Executive coaching, a professional development tool that combines strategic consulting and problem-solving counseling to help professionals set and reach their business and/or personal goals, has in the past decade found much support in the business community. Managers in corporations, including blue chip companies such as IBM, AT&T and Kodak, are realizing its benefits. Lawyers on the other hand, are just now becoming familiar with the concept.
That the coaching trend is more prevalent in corporate America than in the legal profession is no surprise. Historically, law firms have followed the lead of their corporate clients on implementing management and operational innovations. For example, most companies were using email and Web sites long before law firms got on board. Coaching has proven to be no different for a variety of reasons.
But what exactly is coaching and why should it be of interest to lawyers? Perhaps it’s best first to say what it is not: coaching is not therapy. A central tenet of coaching is that the person working with a coach is currently functioning well, but wants to optimize performance. Moreover, coaching looks forward to achieve future goals; it is not concerned with the past.
Coaching can be of benefit to lawyers in areas as diverse as managing relationships with clients and colleagues, refining communication and negotiation skills, productivity, and working out issues of stress and work/life balance. Career management and practice development are additional areas where the insight, support, and prodding of a coach can give an attorney the extra edge to achieve in a competitive market.
Most attorneys will concede that superior people skills are often the distinguishing characteristics of the most successful attorneys. Nevertheless, many attorneys, being logical and linear by nature or training, have been skeptical of opportunities to develop these skills through coaching. The number of skeptics is going down, however, as more lawyers recognize that their technical skills alone can get them only so far in the legal profession.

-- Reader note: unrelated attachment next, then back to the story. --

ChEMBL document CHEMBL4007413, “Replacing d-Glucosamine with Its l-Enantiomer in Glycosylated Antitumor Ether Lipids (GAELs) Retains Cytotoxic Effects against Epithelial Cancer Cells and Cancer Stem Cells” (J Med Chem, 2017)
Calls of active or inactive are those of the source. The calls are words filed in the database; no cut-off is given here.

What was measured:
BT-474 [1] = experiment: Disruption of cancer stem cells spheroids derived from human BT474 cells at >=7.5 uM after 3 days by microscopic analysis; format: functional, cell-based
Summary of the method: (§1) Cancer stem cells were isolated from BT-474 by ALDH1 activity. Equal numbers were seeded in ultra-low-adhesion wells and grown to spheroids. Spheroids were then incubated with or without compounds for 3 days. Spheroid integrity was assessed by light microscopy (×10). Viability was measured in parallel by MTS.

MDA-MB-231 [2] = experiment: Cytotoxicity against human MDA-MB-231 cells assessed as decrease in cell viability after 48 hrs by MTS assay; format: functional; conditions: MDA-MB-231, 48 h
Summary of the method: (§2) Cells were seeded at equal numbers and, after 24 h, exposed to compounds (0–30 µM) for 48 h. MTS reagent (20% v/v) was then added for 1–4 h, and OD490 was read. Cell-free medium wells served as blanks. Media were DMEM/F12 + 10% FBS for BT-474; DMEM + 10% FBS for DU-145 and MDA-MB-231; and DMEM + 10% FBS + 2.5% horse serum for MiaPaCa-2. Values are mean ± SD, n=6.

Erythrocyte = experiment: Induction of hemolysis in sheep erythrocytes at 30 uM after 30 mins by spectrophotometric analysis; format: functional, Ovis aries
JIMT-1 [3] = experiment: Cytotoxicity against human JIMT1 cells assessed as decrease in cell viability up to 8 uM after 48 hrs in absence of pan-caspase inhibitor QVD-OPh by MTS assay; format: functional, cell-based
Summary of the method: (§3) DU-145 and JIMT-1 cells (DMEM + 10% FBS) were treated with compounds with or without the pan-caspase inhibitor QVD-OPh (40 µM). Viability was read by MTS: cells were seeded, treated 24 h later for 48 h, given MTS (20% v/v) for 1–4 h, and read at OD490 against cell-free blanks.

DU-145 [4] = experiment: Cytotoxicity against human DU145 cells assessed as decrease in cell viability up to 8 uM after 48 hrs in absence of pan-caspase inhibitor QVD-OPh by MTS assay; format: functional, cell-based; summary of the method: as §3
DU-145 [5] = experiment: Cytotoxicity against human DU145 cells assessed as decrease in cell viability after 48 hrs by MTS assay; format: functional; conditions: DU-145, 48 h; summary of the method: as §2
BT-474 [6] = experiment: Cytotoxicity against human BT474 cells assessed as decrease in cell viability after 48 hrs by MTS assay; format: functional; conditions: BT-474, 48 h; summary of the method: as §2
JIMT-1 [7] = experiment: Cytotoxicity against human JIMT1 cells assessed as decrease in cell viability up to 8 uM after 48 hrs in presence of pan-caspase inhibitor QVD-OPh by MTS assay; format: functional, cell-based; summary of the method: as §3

Even among the attorneys who see merit in the personal and professional development that can be achieved through coaching, the idea that “I can do it myself” may be enticing. Attorneys tend to be a self-reliant lot, and may be put off by concern that taking on a coach will be perceived as a sign of weakness. But realistically, it’s the rare individual who can change behavior significantly without support. The problem, of course, is actually doing what you set out to do. Everyone knows that in order to lose weight, you eat less and exercise more. But how many people successfully lose weight without any type of support system? For attorneys, coaching provides the support system with its structure and discipline to “get it done.”
Working one-on-one, the coach and client first identify and assess the client’s goals and then devise a strategic action plan to achieve them. Coaches ask open-ended and provocative questions to help clients explore options they may not have ordinarily considered. Brainstorming frequently generates practical ideas, alternatives and realistic, attainable solutions. An action plan then provides a structure for commitment. The most important task of a coach is to hold the client accountable. In short, the best coaches are part strategist, part sounding board, part cheerleader and part taskmaster.
Coaching sessions, usually weekly, continue for a period of three to twelve months, depending upon the client’s objectives and progress. Sessions may be held either in person or over the telephone and typically last 30-60 minutes. Frequency keeps the client on track and permits timely adjustments. Many coaches also make themselves available when unanticipated needs arise between scheduled sessions.
From a financial standpoint, coaching can be a wise and prudent investment. Consider practice development coaching: if coaching support helps bring in just one additional piece of business, it has already paid for itself and then some. Alternatively, in the case of career management coaching, by investing in coaching to help retain a previously dissatisfied lawyer, the firm or corporate legal department may save itself the far greater cost of replacing that attorney.
So how does an attorney find a good coach? In many instances, the process is very similar to how clients find good lawyers, by referral. There are also Web sites with online directories of coaches.
Most coaches have received some type of formal training, and there are both attorney and nonattorney coaches. The advantage of nonlawyer coaches is that they are sometimes better equipped to bring a fresh perspective to an issue. Some are also more likely to add a level of spirituality to the experience, which certain clients appreciate. Lawyer coaches usually have a better grasp and understanding of the unique stresses of practicing law. They also tend to be more pragmatic than nonlawyer coaches, which many clients prefer.
Most critical is the coach’s ability to relate interpersonally because the coaching relationship is an intimate one requiring respect and faith. Carefully interview prospective coaches before choosing. If complimentary sessions are offered, take advantage of the opportunity to discern and assess the intangibles of the relationship. Work only with coaches whom you trust and with whom you feel comfortable. Never hire a coach where there is no genuine rapport and don’t be afraid to rely on your instincts about the personal chemistry.
It is often said that lawyers don’t want to be the first to do anything, but don’t want to be the last either. Coaching will become popular in the legal profession as more attorneys begin to understand and appreciate its value. What remains to be seen is how soon.